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  5. "De leraren en directeuren lo…

"De leraren en directeuren lopen studenten te volgen."

Translation:The teachers and principals are following the students.

September 5, 2014



This is not really a proper Dutch sentence. You should say 'De leraren en directeuren volgen de studenten'..


Actually, it is. Maybe it's a dialect thing. ;D


Indeed, [iemand] loopt te [iets] is normal in Dutch, e.g. Jan loopt te zeuren, zij loopt op te ruimen. Nothing wrong with that. Also the meaning of these sentences is a bit different than ones without the loopt te construction, it emphasises it's an ongoing thing.


Sorry, I'm not convinced. As native speaker I agree that this sentence is grammatically correct, but in this example 'lopen te volgen' sounds just very ugly to me. Besides, it sounds like the students are being pursuied rather than their results are being followed.

If you want to emphisize that it's ongoing, you could say "De leraren en directeuren zijn bezig de studenten te volgen" or "zijn de studenten aan het volgen" (I prefer the latter). It's not a rule though, and in your exmple of "Jan loopt te zeuren", "lopen te zeuren" sounds indeed much better than 'Jan is bezig met zeuren". "Jan is aan het zeuren", however, also sounds perfect.

Maybe it is indeed a dialect thing. But then I think Duolingo should not teach it. Perhaps you like to read the following, it's about the use of 'zitten te' instead of 'lopen te'. http://vorige.nrc.nl/rubrieken/woordhoek/article1650477.ece/Zitten_te_lopen_reacties.


Well, whether it is officially regarded as correct or not is besides the point I think. The fact is that it is being used and it is not some local thing. In your link I see references from Drenthe, Twente, Brabant and Vlaanderen. Next to that, your link mentions: "Wel is het duidelijk dat deze werkwoorden een duratief aspect krijgen en eigenlijk op weg zijn naar duratieve hulpwerkwoorden"

So if you want language learners to understand Dutch, you should teach them about this construction and when it is used. AFAIK Duolingo is made to help people learn a language so they can communicate, not to learn them the form of Algemeen Nederlands that is regarded by most as fully correct.

True there are other ways to emphasise something is ongoing. I merely mentioned this, since in your first post you suggest to change it to a sentence without the emphasis that it is ongoing (De leraren en directeuren volgen de studenten), thus with a slightly different meaning.

Onzetaal has an explanation of the construction here.



The lopen te [infinitve] is used to indicate something in an ongoing thing and has been happening for some time:

  • ze verkoopt boeken = she sells books/she is selling books (can be used to e.g. indicate a hobby or profession)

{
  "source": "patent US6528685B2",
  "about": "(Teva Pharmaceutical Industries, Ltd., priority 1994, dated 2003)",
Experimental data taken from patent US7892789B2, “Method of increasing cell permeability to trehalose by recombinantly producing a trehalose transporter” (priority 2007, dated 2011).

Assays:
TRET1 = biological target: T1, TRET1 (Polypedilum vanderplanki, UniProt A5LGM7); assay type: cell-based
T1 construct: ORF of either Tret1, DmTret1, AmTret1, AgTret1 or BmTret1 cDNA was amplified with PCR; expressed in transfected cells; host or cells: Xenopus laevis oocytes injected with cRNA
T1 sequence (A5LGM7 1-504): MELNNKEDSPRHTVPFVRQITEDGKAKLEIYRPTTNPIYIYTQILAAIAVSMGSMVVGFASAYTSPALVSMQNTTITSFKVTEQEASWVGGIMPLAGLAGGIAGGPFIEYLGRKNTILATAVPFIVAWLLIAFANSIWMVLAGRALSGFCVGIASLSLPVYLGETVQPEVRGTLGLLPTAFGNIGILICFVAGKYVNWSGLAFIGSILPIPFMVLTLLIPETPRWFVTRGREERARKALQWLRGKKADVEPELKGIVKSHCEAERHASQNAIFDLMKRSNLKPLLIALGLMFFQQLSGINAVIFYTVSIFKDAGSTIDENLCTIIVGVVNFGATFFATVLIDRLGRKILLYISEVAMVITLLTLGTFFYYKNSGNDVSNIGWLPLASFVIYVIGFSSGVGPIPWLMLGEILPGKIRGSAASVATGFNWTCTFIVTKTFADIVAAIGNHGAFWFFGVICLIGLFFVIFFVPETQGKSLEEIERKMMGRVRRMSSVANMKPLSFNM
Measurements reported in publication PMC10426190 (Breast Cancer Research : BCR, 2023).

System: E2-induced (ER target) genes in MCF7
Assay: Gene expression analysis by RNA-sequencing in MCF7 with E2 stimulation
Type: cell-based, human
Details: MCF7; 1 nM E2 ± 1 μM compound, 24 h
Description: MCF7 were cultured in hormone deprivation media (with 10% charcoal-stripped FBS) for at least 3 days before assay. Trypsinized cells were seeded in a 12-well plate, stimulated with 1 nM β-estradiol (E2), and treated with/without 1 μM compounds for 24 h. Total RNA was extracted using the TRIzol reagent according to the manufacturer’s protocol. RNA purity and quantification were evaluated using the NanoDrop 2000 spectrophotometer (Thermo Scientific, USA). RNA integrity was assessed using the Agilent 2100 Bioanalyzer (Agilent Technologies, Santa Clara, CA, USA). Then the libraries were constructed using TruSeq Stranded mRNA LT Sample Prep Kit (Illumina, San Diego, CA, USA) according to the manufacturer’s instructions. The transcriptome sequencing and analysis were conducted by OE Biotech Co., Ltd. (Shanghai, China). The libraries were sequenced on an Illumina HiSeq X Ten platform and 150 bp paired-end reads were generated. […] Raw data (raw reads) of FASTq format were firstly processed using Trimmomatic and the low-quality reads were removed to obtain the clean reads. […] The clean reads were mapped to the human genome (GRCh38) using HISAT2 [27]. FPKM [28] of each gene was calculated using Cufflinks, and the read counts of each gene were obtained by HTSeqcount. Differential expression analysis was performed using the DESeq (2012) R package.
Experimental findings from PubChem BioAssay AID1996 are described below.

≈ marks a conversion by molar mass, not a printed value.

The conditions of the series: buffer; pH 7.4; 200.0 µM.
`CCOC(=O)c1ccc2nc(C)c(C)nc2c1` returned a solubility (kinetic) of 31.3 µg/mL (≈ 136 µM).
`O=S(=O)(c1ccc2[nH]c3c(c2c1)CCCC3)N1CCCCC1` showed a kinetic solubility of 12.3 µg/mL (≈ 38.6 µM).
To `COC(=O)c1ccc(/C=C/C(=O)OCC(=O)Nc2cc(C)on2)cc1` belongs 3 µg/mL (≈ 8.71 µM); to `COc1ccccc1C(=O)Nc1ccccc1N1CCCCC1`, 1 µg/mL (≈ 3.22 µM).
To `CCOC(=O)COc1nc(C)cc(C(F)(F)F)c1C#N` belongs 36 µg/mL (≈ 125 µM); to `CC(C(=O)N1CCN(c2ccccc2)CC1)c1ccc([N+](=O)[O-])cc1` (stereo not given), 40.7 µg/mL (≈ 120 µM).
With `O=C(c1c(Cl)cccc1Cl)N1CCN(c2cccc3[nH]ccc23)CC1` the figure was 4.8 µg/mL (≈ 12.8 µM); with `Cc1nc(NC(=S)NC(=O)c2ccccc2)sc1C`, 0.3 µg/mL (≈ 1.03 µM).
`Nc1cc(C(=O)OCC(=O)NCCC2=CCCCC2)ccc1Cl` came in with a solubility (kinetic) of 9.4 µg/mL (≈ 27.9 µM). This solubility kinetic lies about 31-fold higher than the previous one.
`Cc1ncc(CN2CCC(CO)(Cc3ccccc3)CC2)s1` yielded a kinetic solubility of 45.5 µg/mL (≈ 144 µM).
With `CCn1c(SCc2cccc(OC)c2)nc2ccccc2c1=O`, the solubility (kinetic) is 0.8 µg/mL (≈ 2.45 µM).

• ze loopt boeken te verkopen = she is selling books (emphasizes she is selling now and has been doing this for some time)


Do separable verbs remove their prepostions even if it's in the infinitive? So opruimen becomes op..ruimen like in your sentence 'zij loopt op te ruimen.


The preposition part is part of the verb and when it's an infinitive, it's one word, e.g.:

  • wij zijn goed in opruimen = we are good at cleaning (infinitive)
  • wij ruimen op = we clean/we are cleaning (conjugated verb)
  • de problemen zijn zich aan het opstapelen in de VS = the problems are piling up in the US
  • de problemen stapelen zich op = the problems are piling up (zich is in there because it's a reflexive verb)

Removing the preposition in these situations would create a different verb:

  • wij zijn goed in ruimen = we are good at removing/killing (used e.g. when all animals in a farm need to be killed due to an outbreak of disease)
  • the US sentence wouldn't make sense as stapelen only means literally/phisically putting things in piles, e.g. het kind stapelt de blokken = the child stacks the blocks


So when do verbs remove their preposition as an infinitive? Because I would've thought the sentence would be: Zij loopt te opruimen


@grey236: Maybe I just misunderstand you, but the preposition part is not removed, it is separated in certain cases and then it gets a different position in the sentence, it's explained well here: http://www.dutchgrammar.com/en/?n=Verbs.co04 (you can also have a look at the "next pages" with more explanation on separable verbs).

BTW your sentence should be: Zij loopt op te ruimen.


And the translation doesn't make any sense.


Really struggling with the use of "lopen" in this sentence. Would someone mind breaking it down for me and perhaps showing some other examples of similar uses? Thanks!


why not: "the teachers and directors walk following the students"?


Where is the article here for students? The translation has "the students,"... since it isn't specified do we just assume the definite?


The use of lopen with "te volgen" is what is throwing me off. Is this another of those separable verb things? It just seems so much like the teachers and principals are walking, following the students.--- either way the structure just seems so awkward.


Are scholars/pupils/schoolchildren always called "studenten" or is there another word to distinguish between scholars and university students?


Is it wrong to put a "the" before principals?


This is the most awkward sentence of the course so far... for me. "lopen" seems to have no purpose or at least has no reference in the translation at all. I GET the concept.. it just seems terribly awkward!


instead of principals I used Headteachers and it was refused. Should it?


lopen is walking so they are walking to follow

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